May 14, 2013 10:33am PT by Marisa Guthrie
ESPN Chief John Skipper Calls Chris Broussard's Jason Collins Remarks 'A Mistake'
ESPN president John Skipper admitted that basketball analyst Chris Broussard's statements about gay NBA player Jason Collins' homosexuality were “a mistake.”
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Speaking to a small group of reporters after the sports giant's annual upfront presentation in Manhattan on Tuesday morning, Skipper added that ESPN most definitely does not share Broussard's views about homosexuality. Skipper's comments marked the first time a network executive publicly has addressed Broussard's assertions that Collins is “living in open rebellion to God,” which were made during the April 29 edition ESPN's Outside the Lines.
“We don't quarrel with his right to have any personal point of view,” said Skipper. “As a company, we have a tolerant point of view, we're a diverse company. That just does not represent what our company thinks.”
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Broussard was discussing Collins' historic coming out as the first openly gay NBA player with ESPN columnist LZ Granderson. His comments quickly ignited a firestorm of media criticism, and Broussard posted a lengthy message of Twitter expressing regret: "Today on OTL, as part of a larger, wide-ranging discussion on today's news, I offered my personal opinion as it relates to Christianity, a point of view that I have expressed publicly before. I realize that some people disagree with my opinion and I accept and respect that. As has been the case in the past, my beliefs have not and will not impact my ability to report on the NBA. I believe Jason Collins displayed bravery with his announcement today and I have no objection to him or anyone else playing in the NBA."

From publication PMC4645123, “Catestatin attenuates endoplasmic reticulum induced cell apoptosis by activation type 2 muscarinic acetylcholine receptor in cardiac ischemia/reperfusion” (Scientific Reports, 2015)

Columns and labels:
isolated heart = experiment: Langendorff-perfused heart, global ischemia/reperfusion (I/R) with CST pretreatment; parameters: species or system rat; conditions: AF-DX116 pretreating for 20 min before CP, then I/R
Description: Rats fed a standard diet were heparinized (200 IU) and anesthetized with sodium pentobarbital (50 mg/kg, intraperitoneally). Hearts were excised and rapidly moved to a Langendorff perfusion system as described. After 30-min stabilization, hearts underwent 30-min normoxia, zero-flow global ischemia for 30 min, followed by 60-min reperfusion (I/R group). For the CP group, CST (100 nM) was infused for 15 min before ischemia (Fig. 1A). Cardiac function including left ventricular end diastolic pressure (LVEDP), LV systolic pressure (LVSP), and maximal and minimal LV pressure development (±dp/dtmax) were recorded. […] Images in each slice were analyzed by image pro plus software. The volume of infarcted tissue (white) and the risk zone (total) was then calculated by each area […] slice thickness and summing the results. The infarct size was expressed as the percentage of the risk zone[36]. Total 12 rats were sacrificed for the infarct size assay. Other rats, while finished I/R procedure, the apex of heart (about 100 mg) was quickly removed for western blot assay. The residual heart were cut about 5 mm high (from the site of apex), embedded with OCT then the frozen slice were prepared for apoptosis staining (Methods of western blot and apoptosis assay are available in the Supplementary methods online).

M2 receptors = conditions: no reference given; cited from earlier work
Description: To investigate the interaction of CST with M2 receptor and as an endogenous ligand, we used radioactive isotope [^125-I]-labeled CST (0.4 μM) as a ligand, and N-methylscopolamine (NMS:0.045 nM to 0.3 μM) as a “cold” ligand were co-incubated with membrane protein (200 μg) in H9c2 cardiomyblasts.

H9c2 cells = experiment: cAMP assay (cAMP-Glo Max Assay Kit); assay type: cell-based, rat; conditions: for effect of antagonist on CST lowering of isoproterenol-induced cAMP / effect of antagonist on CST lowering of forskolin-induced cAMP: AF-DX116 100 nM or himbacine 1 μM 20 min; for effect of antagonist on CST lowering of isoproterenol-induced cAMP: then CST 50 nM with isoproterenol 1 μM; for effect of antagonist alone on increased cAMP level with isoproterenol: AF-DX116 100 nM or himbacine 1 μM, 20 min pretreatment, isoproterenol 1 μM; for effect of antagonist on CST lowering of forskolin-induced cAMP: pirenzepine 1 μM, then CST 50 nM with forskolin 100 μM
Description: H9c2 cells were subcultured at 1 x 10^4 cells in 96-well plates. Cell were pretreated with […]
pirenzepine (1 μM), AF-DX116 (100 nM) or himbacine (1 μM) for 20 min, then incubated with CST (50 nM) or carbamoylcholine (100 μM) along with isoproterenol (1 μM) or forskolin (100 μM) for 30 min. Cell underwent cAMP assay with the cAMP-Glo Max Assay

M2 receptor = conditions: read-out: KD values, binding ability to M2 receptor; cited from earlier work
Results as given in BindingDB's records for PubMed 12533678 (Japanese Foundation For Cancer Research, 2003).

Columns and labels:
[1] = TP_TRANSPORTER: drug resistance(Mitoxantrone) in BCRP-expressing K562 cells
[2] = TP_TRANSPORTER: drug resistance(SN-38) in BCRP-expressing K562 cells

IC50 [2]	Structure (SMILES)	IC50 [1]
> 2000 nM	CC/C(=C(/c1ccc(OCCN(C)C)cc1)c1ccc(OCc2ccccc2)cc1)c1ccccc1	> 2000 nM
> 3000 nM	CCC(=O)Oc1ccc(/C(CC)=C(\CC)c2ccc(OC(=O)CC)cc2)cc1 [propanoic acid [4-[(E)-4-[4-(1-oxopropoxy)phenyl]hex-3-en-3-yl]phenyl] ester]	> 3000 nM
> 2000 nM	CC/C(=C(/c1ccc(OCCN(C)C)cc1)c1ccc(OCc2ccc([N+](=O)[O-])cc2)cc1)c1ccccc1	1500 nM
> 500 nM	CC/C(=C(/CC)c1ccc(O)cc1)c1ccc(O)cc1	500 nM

And he has reiterated his views in at least one subsequent interview. Skipper said he spoke to OTL producers and Broussard after the incident.
“Chris Broussard's job is to come on and talk about the news of the league,” he said. “He made a personal comment, and that was a mistake. We brought Chris on as a reporter. And it was a mistake for him to cross the line into a personal point of view.”